Plans for vaccinating Scots against coronavirus are already “well advanced”, Nicola Sturgeon has said.
Health Secretary Jeane Freeman is expected to make a statement to Holyrood later this week to set out details of a nationwide vaccination programme.
Up to 4.5 million adults across the country could get the injections at a mix of large vaccination centres and smaller, local ones, she said.
The First Minister and the Health Secretary discussed plans for a mass vaccination campaign at a meeting last week.
It comes as interim data from US firm Moderna suggests its vaccine could prevent 94.5% of people from getting Covid-19.
Ms Sturgeon, speaking at the Scottish Government’s coronavirus briefing on Monday, said that vaccine is “in the mix” as part of the UK Government’s supply.
She added Pfizer’s vaccine – which announced trial results last week – is the one she expects to have “most supply of most quickly”, then another being developed by AstraZeneca.
“Our planning in Scotland for roll-out and delivery of the vaccine are well advanced,” the First Minister said.
“There are hurdles to overcome but there is every reason to be optimistic about this.”
Chief medical officer Dr Gregor Smith said there is now “real optimism that vaccines will offer a scientific means by which we can exit this pandemic”.
Ms Freeman said her statement will reveal more details about when people might be able to start getting vaccinated and who will be the first in line.
She said: “We’ve been planning for some time in the hope of vaccines getting through the clinical trials and being approved to run a national vaccination programme for all adults in Scotland – so that’s about 4.5 million people.”
The programme will set out an expected timeline for delivery, with Ms Freeman saying it “is estimated at this point until we are sure when different levels of supply of the vaccine are going to come to us”.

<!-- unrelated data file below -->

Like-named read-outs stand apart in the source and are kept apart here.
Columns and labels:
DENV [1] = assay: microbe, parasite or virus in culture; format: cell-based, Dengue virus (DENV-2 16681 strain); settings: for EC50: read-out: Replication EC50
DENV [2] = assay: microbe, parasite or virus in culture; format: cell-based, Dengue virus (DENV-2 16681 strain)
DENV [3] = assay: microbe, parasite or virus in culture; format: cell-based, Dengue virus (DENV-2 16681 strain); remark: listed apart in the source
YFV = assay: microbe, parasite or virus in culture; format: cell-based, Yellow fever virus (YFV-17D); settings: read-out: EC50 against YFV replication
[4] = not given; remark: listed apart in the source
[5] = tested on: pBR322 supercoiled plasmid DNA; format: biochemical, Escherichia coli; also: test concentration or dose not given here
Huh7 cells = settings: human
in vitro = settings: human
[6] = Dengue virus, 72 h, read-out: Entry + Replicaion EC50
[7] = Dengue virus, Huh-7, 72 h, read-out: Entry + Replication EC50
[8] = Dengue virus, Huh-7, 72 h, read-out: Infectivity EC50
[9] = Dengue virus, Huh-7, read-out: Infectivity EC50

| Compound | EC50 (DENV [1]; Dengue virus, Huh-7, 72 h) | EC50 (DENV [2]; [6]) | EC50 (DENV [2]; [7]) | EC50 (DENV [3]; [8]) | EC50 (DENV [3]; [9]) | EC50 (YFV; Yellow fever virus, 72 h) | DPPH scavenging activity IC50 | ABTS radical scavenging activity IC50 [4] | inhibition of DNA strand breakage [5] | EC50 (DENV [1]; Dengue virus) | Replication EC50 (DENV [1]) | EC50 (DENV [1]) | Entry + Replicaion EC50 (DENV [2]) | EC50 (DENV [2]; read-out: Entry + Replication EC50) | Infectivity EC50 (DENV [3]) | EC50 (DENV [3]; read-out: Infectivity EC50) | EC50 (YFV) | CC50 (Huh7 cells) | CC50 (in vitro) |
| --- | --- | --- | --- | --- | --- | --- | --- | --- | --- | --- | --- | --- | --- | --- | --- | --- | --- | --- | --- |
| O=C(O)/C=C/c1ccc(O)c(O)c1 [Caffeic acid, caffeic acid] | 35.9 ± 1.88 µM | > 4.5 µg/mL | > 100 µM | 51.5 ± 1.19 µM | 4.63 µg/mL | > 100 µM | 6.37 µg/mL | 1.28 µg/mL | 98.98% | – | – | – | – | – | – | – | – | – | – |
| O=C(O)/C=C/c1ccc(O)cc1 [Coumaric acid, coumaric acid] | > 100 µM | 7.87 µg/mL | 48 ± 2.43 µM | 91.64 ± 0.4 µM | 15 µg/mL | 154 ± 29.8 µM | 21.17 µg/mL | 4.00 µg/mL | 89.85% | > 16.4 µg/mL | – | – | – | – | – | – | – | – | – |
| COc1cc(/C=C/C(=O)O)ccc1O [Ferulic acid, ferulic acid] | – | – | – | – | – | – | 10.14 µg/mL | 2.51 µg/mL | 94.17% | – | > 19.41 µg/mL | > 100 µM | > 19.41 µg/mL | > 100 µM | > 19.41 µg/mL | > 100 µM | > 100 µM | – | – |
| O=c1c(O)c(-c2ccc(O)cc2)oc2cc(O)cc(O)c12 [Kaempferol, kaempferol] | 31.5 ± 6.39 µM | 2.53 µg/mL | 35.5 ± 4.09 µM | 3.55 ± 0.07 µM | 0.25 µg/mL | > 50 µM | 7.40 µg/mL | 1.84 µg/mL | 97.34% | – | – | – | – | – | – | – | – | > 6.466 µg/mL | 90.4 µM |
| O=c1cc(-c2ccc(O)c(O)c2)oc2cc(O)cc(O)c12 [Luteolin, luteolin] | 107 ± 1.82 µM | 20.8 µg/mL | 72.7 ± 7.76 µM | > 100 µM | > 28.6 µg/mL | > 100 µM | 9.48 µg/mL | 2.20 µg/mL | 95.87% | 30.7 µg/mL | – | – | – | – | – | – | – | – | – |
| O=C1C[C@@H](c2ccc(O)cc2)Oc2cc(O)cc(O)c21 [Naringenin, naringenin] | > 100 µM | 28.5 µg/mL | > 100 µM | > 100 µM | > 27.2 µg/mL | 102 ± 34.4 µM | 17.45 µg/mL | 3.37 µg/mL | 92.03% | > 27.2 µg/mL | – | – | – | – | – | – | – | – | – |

The Health Secretary added: “The plan will also set out who will be vaccinated first, taking the guidance of the Joint Committee on Vaccines and Immunisation, and also the various places where people will be able to get their vaccine and how we will let folks know when their appointments are coming up.
“Those places will be a mix of large vaccine hubs where we can put through large numbers of people but also more localised and perhaps mobile vaccination centres, particularly for our remote and rural communities.”
Speaking about the vaccination campaign, she said ministers and health bosses are “just waiting to be absolutely certain about the dates when we can kick it off and get going”.
Support The Courier today.
The Courier is committed to delivering quality content to our communities and right now that’s more important than ever — which is why our key content is free. However, you can support us and access premium content by subscribing to The Courier from just £5.99 a month. Because Local Matters.Subscribe